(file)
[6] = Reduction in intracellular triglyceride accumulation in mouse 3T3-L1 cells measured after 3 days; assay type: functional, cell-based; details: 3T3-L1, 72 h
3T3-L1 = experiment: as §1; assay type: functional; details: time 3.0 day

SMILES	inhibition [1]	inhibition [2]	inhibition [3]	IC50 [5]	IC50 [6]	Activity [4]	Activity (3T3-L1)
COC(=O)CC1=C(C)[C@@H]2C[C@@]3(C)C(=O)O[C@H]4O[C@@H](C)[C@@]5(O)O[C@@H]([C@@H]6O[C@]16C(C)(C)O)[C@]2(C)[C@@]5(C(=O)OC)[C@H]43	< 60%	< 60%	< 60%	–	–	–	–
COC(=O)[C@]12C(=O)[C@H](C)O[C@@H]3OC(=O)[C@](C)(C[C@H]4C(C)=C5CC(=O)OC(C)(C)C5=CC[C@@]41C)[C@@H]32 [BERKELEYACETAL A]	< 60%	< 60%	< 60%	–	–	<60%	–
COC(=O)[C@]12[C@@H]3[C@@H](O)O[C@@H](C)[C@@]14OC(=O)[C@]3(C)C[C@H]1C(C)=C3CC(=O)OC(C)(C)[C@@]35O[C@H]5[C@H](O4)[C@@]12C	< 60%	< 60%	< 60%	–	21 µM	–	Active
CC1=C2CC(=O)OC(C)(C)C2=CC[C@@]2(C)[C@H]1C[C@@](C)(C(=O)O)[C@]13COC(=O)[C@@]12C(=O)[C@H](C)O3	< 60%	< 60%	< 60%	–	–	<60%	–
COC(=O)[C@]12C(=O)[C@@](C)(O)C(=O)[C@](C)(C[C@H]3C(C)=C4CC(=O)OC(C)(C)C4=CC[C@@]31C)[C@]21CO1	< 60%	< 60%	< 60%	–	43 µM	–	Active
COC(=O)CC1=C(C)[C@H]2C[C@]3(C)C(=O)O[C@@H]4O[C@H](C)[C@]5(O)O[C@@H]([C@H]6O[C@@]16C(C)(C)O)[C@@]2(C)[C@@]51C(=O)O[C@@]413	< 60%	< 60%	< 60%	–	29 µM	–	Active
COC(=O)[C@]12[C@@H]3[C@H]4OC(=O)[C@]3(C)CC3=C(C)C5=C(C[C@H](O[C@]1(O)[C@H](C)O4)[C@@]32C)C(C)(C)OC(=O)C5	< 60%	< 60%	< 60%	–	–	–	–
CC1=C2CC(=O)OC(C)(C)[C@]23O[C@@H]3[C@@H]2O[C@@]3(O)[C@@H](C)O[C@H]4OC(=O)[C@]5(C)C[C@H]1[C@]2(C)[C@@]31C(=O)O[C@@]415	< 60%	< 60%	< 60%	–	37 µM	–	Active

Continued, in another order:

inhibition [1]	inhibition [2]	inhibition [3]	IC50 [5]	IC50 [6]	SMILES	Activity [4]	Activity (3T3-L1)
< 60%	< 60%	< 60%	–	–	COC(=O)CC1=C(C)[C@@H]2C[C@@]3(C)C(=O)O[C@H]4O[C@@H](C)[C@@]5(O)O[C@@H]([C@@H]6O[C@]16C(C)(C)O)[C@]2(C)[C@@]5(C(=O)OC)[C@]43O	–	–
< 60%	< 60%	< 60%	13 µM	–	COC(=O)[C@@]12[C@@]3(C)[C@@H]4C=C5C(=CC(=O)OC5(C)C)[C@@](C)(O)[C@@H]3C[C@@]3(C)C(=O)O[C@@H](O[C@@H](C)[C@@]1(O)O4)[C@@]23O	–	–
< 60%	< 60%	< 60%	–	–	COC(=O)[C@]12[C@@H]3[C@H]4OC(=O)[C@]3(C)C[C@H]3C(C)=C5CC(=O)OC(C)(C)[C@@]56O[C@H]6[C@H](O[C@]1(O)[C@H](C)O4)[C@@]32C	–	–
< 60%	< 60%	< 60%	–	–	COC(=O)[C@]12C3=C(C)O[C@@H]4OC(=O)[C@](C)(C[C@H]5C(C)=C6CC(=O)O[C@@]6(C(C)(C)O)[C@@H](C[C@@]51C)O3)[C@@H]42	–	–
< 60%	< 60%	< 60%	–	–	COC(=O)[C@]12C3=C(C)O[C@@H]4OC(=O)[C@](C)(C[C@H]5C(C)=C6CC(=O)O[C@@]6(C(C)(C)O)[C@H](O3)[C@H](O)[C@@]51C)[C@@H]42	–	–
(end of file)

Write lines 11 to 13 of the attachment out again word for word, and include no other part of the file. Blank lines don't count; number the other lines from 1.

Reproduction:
CC1=C2CC(=O)OC(C)(C)[C@]23O[C@@H]3[C@@H]2O[C@@]3(O)[C@@H](C)O[C@H]4OC(=O)[C@]5(C)C[C@H]1[C@]2(C)[C@@]31C(=O)O[C@@]415	< 60%	< 60%	< 60%	–	37 µM	–	Active

Continued, in another order:

inhibition [1]	inhibition [2]	inhibition [3]	IC50 [5]	IC50 [6]	SMILES	Activity [4]	Activity (3T3-L1)